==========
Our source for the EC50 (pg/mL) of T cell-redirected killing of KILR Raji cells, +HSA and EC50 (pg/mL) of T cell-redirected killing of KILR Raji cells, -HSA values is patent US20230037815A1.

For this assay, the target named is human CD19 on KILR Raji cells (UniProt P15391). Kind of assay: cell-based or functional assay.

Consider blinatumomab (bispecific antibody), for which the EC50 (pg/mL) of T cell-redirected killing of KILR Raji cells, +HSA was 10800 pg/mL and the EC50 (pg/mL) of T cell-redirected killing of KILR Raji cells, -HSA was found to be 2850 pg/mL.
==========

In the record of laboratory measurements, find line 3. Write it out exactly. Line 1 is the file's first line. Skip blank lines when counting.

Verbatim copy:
Consider blinatumomab (bispecific antibody), for which the EC50 (pg/mL) of T cell-redirected killing of KILR Raji cells, +HSA was 10800 pg/mL and the EC50 (pg/mL) of T cell-redirected killing of KILR Raji cells, -HSA was found to be 2850 pg/mL.